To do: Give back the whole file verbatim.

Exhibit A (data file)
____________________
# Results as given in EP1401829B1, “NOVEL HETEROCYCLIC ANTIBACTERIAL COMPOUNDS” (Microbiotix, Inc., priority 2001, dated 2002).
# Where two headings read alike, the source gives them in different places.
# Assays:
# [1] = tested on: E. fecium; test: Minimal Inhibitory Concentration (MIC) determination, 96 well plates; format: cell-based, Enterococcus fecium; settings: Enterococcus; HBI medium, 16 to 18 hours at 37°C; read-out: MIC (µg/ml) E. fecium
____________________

# Results as given in EP1401829B1, “NOVEL HETEROCYCLIC ANTIBACTERIAL COMPOUNDS” (Microbiotix, Inc., priority 2001, dated 2002).
# Where two headings read alike, the source gives them in different places.
# Assays:
# [1] = tested on: E. fecium; test: Minimal Inhibitory Concentration (MIC) determination, 96 well plates; format: cell-based, Enterococcus fecium; settings: Enterococcus; HBI medium, 16 to 18 hours at 37°C; read-out: MIC (µg/ml) E. fecium